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Remembered Today:

What WW1 books are you reading?


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PS

Spent all my Christmas money at NMP....again!

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armourersergeant
Scarletto,

From looking at your list of Mons related books, have you read "Farewell Leicester Square" by Kate Caffrey? It also covers the period August-November,1914 and it well done.

Cheers,

Terry

This is a book that along with Lyn Macdonalds '1914' had a great impact on me.

Arm

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What am i reading ??.

Not afraid to say that i am on my fourth read through "Forgotten Voices" I JUST CAN'T put it down !!.

Stephen :blink:

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Hi, i am just finished reading the book Anger of the Guns By: John Nettleton who was in the 2nd Rifle Brigade, though originally a member of the Artists. It was a wonderful story with excellent photographs produced throughout. I highly recommend this book. It was published by William Kimber a while back and is not easy to find. On another note I see that Cerebrus Publishing is releasing a new edition of Gallipoli 1915 By: Joseph Murray, and I am looking forward to reading it. Cheers, Bill

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Hmmm, apart from flicking through various books with a lot of continuous stop-starting due to a bit of an addiction to purchasing books I am now reading a book (properly) I picked up second-hand the other weekend titled "1914-1918 Understanding the Great War"

Ryan

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  • 2 weeks later...

Hi

I have just been kindly lent some books by a friend, the first one I have just started to read is: "Bullets and Billets" by Bruce Bainsfather written in 1916!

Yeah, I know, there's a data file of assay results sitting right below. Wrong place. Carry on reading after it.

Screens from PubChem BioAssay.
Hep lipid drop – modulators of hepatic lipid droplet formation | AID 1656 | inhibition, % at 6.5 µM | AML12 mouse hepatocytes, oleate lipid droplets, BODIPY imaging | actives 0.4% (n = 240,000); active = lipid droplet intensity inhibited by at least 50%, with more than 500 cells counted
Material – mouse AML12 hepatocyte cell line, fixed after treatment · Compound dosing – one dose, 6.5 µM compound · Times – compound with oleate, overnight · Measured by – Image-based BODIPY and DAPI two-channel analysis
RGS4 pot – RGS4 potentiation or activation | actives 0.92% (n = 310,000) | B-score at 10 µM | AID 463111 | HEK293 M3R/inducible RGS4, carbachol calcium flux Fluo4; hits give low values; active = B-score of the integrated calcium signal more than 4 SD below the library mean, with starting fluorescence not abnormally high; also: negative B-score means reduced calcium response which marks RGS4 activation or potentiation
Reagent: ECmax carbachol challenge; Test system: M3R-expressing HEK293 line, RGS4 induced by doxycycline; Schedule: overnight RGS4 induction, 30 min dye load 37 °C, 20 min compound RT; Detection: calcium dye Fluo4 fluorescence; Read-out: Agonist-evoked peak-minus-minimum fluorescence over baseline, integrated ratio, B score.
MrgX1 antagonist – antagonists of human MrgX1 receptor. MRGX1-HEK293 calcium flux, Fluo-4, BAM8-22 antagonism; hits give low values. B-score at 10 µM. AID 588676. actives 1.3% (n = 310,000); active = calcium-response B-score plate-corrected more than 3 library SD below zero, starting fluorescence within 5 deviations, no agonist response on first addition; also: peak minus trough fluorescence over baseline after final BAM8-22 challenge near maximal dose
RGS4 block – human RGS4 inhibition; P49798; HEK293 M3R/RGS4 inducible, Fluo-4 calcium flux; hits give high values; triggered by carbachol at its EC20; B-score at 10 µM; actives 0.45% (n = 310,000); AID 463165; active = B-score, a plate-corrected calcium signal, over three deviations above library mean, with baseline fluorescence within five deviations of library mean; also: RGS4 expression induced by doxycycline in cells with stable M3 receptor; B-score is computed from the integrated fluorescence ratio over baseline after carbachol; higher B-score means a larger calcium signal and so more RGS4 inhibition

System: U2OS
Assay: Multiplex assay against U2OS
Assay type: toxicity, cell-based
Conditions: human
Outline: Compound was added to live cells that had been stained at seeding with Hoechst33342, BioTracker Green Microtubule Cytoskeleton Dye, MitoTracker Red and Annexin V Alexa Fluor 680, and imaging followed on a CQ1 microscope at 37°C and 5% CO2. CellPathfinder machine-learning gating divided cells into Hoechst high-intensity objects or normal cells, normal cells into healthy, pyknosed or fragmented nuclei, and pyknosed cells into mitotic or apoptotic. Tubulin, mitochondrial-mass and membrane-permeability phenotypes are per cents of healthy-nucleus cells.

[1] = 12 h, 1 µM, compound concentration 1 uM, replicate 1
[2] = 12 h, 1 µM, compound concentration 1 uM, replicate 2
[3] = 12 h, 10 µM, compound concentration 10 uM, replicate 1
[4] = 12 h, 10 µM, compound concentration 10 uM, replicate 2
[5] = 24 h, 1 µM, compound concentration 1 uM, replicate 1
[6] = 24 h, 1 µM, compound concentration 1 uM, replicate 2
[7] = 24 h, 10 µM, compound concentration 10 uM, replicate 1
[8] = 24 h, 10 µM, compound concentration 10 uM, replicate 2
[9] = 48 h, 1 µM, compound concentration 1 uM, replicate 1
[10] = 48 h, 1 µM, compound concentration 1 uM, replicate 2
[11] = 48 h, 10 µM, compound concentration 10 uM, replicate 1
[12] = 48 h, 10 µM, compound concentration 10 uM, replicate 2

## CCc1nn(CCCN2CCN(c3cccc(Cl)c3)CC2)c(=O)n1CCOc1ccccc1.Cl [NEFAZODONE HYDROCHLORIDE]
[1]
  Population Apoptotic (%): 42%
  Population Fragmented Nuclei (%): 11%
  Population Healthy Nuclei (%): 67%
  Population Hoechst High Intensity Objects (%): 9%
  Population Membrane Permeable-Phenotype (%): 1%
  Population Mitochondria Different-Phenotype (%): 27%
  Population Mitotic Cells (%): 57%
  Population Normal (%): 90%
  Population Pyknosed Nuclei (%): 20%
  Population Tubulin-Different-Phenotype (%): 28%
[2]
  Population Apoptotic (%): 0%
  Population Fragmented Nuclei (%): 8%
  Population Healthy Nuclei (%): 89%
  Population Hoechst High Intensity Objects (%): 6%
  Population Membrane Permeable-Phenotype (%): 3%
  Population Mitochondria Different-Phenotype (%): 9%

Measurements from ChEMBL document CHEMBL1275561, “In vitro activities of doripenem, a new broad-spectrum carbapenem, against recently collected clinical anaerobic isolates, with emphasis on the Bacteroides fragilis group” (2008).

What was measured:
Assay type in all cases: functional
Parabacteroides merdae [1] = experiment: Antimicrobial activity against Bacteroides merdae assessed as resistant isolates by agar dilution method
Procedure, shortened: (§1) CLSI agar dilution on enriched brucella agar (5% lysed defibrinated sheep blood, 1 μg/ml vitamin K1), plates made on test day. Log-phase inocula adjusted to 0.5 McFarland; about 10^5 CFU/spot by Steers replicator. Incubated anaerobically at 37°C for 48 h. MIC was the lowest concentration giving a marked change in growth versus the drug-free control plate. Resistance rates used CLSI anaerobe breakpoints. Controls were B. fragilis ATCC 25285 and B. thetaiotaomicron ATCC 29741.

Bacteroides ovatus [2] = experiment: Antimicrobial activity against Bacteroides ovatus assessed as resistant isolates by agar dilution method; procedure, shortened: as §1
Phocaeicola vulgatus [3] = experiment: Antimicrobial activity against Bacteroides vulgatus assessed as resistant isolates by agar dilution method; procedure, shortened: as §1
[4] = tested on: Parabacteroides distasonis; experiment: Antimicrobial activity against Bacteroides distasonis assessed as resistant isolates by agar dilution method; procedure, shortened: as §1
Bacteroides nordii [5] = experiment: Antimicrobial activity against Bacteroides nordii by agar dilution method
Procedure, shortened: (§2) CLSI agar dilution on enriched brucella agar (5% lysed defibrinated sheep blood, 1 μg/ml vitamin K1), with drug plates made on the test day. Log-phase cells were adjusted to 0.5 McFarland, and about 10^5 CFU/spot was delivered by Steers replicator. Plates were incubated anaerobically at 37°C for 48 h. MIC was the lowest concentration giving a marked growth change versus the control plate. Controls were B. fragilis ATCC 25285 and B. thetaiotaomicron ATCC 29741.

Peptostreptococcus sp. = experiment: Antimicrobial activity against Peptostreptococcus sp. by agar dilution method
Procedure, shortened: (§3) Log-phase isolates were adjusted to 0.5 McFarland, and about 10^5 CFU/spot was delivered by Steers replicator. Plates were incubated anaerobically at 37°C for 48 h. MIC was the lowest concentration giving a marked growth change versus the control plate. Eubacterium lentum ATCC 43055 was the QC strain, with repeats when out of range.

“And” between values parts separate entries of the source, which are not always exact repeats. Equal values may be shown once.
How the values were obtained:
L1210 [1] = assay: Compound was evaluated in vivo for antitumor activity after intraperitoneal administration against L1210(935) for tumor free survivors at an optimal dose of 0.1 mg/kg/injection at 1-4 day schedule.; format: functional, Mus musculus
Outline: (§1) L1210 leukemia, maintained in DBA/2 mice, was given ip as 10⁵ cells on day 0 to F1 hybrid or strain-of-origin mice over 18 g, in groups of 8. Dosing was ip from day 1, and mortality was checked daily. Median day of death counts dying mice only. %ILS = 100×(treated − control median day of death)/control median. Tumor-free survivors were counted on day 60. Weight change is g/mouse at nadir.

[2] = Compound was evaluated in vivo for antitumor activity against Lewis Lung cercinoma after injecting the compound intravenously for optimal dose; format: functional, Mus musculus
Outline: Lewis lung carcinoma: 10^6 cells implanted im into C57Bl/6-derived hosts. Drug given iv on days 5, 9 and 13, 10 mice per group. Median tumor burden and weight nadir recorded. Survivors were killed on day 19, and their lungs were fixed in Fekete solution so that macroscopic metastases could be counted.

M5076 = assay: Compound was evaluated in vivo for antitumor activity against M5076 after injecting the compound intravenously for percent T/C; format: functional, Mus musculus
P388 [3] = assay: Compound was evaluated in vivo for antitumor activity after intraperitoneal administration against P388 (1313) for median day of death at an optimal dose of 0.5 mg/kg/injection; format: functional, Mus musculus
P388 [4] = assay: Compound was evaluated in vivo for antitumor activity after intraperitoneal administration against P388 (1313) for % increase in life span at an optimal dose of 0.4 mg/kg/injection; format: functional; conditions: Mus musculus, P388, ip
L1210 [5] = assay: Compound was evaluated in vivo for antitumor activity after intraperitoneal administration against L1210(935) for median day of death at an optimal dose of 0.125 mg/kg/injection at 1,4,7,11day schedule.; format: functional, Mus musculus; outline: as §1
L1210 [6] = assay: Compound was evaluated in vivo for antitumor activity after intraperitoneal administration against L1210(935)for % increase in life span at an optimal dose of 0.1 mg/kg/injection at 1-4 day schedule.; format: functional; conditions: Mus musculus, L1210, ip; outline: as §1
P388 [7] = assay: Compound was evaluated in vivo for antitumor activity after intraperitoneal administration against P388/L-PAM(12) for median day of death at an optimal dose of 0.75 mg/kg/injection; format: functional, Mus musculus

The others I have to read are: "The Immortal Salient" by Sir William Pulteney and Beatrix Price. "The First Hundred Thousand" by Ian Hay

Will let you know the outcome. Has anyone else read any of these books?

Liz

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  • 1 month later...

Although there are some interesting editorial questions (referencing his other books) I think Ian Beckett's book on First Ypres is a good and very informative read. It definitely adds a lot of detail to the months after Aug 1914 which haven't covered as well by other authors recently. Andy

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Garde Grenadier

What am I reading at the moment?

Helmut Lorenz: Die versunkene Flotte (The sunken fleet). Berlin: Martin Warneck, 1926. A bit of romance, friendship among British and German sailors, then the drama of the unfolding war at sea.

Happy Easter to you all

Daniel

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Always good for this one to bounce up!

Currently: The United States, Revolutionary Russia and the Rise of Czechoslovakia by Betty Miller Unterberger.

About 70 or so pages in, very good goes into detail regarding Wilson's attempts to broker a seperate peace with Austria-Hungary and holding off declaring war on AH to encourage Kaiser Karl to break away from his German alliance.

interesting insight into early Italian resistance to independent Czechoslovak troops being recruited from AH POW's, seems the Italians did not want to encourage Slav self-determination as they had an eye on some of the South-Slav lands.

Covers Czechoslovak attempts to recruit troops in the US (similar experience to the Poles).

Very much enjoying it.

Neil

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Sorry, Andy:

0-89096-931-0

Texas A&M University Press

I picked mine up on Amazon this was for my Summer 2004 reading!

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  • 7 months later...

At the moment I am reading fellow Pal Niall Cherry's book on Loos, "Most Unfavorable Ground". Definitely a good read on an understudied battle.

I know some of the others who have read the book have commented on the maps, which I would agree are a bit lacking. However the pictures, both contemporary and modern add a lot to picturing what the men faced in Sept 1915. I would definitely recommend it.

Andy